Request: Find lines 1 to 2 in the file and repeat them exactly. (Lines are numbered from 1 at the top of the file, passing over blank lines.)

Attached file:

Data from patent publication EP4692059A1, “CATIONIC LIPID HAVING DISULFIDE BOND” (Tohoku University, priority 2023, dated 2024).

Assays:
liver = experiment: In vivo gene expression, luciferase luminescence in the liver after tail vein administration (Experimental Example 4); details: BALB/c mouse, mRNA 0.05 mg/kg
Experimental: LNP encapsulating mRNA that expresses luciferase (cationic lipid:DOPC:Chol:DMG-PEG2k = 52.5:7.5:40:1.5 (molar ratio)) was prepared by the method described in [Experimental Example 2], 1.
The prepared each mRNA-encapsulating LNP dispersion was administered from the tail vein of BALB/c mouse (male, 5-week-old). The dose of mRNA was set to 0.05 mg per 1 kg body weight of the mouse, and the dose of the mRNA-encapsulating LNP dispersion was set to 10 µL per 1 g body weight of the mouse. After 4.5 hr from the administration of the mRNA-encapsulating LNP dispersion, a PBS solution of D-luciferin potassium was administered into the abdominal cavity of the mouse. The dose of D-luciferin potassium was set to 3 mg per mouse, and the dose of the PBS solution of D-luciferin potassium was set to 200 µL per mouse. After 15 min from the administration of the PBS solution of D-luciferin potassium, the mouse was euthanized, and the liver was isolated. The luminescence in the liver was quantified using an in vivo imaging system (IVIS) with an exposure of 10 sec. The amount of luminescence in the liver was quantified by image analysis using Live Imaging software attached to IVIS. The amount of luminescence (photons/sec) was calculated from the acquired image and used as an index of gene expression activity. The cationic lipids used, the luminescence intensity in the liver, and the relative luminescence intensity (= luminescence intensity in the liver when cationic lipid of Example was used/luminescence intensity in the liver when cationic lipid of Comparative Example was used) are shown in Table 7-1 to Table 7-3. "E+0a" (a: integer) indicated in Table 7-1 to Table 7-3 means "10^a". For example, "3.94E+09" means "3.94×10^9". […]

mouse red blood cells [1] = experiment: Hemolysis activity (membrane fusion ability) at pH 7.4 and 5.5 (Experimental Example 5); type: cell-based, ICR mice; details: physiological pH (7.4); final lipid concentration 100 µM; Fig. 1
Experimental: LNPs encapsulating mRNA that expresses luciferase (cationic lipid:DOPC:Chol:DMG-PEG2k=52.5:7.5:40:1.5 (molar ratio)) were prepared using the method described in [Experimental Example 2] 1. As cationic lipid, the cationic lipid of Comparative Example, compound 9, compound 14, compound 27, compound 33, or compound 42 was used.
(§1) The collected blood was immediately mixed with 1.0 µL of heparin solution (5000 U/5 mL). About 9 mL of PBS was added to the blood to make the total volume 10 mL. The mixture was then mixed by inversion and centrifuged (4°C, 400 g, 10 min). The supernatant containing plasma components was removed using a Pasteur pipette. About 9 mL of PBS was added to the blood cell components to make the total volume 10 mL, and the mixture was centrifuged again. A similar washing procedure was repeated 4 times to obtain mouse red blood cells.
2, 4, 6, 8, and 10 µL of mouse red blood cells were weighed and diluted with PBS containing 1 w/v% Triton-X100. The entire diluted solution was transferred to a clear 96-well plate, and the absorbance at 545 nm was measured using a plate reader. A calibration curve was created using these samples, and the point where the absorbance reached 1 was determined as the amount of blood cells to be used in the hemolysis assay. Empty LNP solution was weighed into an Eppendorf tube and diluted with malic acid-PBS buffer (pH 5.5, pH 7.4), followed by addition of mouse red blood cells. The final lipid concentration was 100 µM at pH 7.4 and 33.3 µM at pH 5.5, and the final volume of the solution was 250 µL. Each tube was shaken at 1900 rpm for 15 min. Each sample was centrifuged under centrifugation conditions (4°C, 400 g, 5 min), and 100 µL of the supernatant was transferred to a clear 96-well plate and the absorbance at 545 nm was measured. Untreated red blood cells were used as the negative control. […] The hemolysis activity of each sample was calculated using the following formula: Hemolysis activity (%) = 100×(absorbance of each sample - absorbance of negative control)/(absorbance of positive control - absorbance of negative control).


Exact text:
Data from patent publication EP4692059A1, “CATIONIC LIPID HAVING DISULFIDE BOND” (Tohoku University, priority 2023, dated 2024).

Assays: